Value stocks have outperformed growth stocks so far this year, after a decade of lag, and the new trend may continue, says Charlie Bobrinskoy, vice president of Ariel Investments and portfolio manager of his Ariel fund. Focus. (ARFFX) – Get the Ariel Focus fund investment report.
Ariel believes in “classic Warren Buffett-style value investing,” he said in an interview with TheStreet.com.
Ariel likes high-quality companies with short-term issues that have depressed stock prices. The company had $18 billion in assets under management as of December 31.
“The stock has a chance to restore its historic outperformance of the past 100 years,” Bobrinskoy said. “There are a lot of high value stocks to buy today.”
Inflation will remain high, continuing to drive up interest rates, he said. One of the main reasons growth stocks have outperformed value in recent years has been low interest rates.
They have made the stream of earnings from growth stocks, which often does not come quickly, more valuable. Indeed, the return on risk-free assets such as treasury bills was low.
But with rising interest rates, growth stocks no longer have that advantage, creating opportunities for value stocks.
“As inflation soars, interest rates will rise much more,” Bobrinskoy said. “The current earnings of our companies will become more valuable than growth stocks.”
Actions that fit the bill
With inflation and rising interest rates, “you’ll want companies with real assets and current cash flows,” he said.
“Real assets in the ground increase in times of inflation,” Bobrinskoy said. It’s no wonder, then, that both of these stocks have risen in recent months.
Focus Fund also owns some financial services companies, which tend to profit from rising interest rates and trade at low valuations. Higher rates help banks because deposit rates generally rise more slowly than lending and investment rates.
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A financial contribution from the Focus Fund is Northern Trust (NTRS) – Get the Northern Trust Corporation report. The bank serves more than half of the Forbes 400, does very well when interest rates rise and trades at 13.5 times forward earnings, Bobrinskoy said.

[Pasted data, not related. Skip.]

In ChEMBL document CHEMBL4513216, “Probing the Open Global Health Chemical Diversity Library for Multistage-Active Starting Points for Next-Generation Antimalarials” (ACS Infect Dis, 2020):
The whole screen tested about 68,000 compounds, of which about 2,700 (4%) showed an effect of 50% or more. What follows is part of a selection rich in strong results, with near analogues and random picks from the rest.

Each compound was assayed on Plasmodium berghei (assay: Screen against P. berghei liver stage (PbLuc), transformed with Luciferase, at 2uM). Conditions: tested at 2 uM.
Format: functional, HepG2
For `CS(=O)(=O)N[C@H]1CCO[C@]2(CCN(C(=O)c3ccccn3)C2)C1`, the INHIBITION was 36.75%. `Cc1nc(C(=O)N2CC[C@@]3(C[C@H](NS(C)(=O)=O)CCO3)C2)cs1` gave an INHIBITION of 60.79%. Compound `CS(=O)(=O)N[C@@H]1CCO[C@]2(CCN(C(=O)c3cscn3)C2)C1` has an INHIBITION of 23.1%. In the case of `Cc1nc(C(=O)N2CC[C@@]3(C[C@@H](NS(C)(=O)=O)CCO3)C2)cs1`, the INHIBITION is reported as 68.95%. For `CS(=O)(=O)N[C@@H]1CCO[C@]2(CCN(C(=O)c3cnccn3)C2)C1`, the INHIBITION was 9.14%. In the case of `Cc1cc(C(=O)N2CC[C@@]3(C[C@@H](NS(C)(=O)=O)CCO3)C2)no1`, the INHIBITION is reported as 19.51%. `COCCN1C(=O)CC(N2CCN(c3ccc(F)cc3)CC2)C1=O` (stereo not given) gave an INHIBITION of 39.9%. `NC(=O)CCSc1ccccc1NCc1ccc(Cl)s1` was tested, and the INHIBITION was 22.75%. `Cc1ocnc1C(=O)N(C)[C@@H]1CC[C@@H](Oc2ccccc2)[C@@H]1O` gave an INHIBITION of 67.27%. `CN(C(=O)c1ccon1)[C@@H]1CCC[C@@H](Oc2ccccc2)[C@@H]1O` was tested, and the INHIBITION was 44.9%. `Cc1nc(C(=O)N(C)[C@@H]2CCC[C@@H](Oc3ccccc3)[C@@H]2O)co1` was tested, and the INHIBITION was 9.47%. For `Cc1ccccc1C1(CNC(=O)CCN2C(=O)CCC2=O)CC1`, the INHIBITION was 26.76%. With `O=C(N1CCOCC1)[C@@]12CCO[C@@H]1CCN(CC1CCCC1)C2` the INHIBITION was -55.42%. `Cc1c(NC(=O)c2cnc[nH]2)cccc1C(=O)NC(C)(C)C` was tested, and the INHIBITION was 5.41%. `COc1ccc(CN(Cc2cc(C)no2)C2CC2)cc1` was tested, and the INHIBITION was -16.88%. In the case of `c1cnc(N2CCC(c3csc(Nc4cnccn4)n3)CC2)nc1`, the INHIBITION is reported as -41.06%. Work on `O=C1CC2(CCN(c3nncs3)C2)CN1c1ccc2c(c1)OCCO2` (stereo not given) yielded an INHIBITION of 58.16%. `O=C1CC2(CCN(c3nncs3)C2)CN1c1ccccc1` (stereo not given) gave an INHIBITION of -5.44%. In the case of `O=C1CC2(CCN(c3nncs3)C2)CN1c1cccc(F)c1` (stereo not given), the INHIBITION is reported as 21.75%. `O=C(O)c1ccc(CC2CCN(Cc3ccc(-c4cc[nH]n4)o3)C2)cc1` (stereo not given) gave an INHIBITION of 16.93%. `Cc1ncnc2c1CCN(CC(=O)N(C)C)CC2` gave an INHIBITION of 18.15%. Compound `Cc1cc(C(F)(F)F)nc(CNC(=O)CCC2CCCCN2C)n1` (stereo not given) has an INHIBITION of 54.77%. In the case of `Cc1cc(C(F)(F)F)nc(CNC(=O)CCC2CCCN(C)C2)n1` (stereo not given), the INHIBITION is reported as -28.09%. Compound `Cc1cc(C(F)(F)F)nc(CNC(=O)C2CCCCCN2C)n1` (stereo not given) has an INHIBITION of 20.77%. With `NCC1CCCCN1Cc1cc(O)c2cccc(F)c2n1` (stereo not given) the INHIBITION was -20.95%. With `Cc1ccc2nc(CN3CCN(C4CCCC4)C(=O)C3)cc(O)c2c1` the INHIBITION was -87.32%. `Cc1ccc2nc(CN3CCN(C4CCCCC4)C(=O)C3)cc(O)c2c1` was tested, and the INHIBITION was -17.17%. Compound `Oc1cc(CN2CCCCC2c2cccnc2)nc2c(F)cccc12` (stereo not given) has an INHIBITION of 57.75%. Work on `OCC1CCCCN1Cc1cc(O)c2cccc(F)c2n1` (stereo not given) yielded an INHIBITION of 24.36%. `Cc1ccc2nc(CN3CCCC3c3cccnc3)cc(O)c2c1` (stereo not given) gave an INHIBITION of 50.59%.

lazard (LAZ) – Get the Class A report from Lazard Ltd, a boutique investment bank, is another Focus Fund financial stock. It trades at 6.8 times forward earnings and plans to change its corporate structure to boost the stock, Bobrinskoy said.
Carveouts and spinoffs
Another theme for the Focus Fund is carveouts and spillovers.
“We like spinoffs because management is buried in conglomerates,” Bobrinskoy said. “They’re not getting the attention and capital they deserve. Now they can allocate capital in the most efficient way.
Resideo is trading at 12 times forward earnings.
Nielsen (NLSN) – Get the Nielsen Holdings Plc reportthe media audience measurement company, is also part of Focus Fund.
“This one is very controversial. We like to buy what others don’t buy,” Bobrinskoy said. The bearish case for the stock is that people are watching less TV, given the cord-cutting and streaming trend.
“But we think the world isn’t giving up on advertising and someone has to measure it,” he said. Nielsen has new technology that can determine whether ads are running in different types of media.
“We think it will be well received,” Bobrinskoy said.
Last week, Nielsen rejected a takeover bid from a consortium including activist investor Elliott Management.
“We believe a deal will eventually be done, but otherwise Nielsen has an attractive valuation at 11 times forward earnings,” Bobrinskoy said.
The Focus All-Cap fund, with assets of $74 million, has generated a total return of 3.74% year-to-date through March 23 and 9.67% annualized over the past five years . That compares to minus 6.19% and 15.77% for the S&P 500.